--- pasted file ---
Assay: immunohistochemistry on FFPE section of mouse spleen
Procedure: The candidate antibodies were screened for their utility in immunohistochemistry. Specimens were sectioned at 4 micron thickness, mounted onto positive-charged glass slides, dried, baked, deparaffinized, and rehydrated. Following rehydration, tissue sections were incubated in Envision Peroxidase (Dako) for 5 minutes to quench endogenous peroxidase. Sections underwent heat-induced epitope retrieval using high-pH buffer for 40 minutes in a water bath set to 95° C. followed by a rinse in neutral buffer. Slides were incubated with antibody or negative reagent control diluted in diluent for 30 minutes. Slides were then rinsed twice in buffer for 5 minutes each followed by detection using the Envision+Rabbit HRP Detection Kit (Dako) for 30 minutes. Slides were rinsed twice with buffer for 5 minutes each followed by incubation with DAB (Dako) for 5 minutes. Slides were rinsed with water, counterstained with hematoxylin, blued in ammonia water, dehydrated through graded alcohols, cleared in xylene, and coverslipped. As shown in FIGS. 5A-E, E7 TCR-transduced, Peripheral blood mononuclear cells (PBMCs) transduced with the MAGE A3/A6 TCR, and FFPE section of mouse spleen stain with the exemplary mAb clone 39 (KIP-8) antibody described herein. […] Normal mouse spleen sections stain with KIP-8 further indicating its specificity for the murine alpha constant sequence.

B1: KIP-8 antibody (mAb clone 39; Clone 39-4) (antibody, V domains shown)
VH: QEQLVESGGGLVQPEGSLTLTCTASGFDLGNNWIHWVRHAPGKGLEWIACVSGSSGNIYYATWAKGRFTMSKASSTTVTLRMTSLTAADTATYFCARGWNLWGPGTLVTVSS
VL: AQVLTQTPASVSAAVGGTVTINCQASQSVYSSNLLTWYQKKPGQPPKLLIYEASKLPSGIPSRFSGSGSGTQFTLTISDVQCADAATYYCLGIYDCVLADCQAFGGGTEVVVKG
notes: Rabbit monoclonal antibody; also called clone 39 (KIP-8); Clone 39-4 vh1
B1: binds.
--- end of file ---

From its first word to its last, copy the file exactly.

Assay: immunohistochemistry on FFPE section of mouse spleen
Procedure: The candidate antibodies were screened for their utility in immunohistochemistry. Specimens were sectioned at 4 micron thickness, mounted onto positive-charged glass slides, dried, baked, deparaffinized, and rehydrated. Following rehydration, tissue sections were incubated in Envision Peroxidase (Dako) for 5 minutes to quench endogenous peroxidase. Sections underwent heat-induced epitope retrieval using high-pH buffer for 40 minutes in a water bath set to 95° C. followed by a rinse in neutral buffer. Slides were incubated with antibody or negative reagent control diluted in diluent for 30 minutes. Slides were then rinsed twice in buffer for 5 minutes each followed by detection using the Envision+Rabbit HRP Detection Kit (Dako) for 30 minutes. Slides were rinsed twice with buffer for 5 minutes each followed by incubation with DAB (Dako) for 5 minutes. Slides were rinsed with water, counterstained with hematoxylin, blued in ammonia water, dehydrated through graded alcohols, cleared in xylene, and coverslipped. As shown in FIGS. 5A-E, E7 TCR-transduced, Peripheral blood mononuclear cells (PBMCs) transduced with the MAGE A3/A6 TCR, and FFPE section of mouse spleen stain with the exemplary mAb clone 39 (KIP-8) antibody described herein. […] Normal mouse spleen sections stain with KIP-8 further indicating its specificity for the murine alpha constant sequence.

B1: KIP-8 antibody (mAb clone 39; Clone 39-4) (antibody, V domains shown)
VH: QEQLVESGGGLVQPEGSLTLTCTASGFDLGNNWIHWVRHAPGKGLEWIACVSGSSGNIYYATWAKGRFTMSKASSTTVTLRMTSLTAADTATYFCARGWNLWGPGTLVTVSS
VL: AQVLTQTPASVSAAVGGTVTINCQASQSVYSSNLLTWYQKKPGQPPKLLIYEASKLPSGIPSRFSGSGSGTQFTLTISDVQCADAATYYCLGIYDCVLADCQAFGGGTEVVVKG
notes: Rabbit monoclonal antibody; also called clone 39 (KIP-8); Clone 39-4 vh1
B1: binds.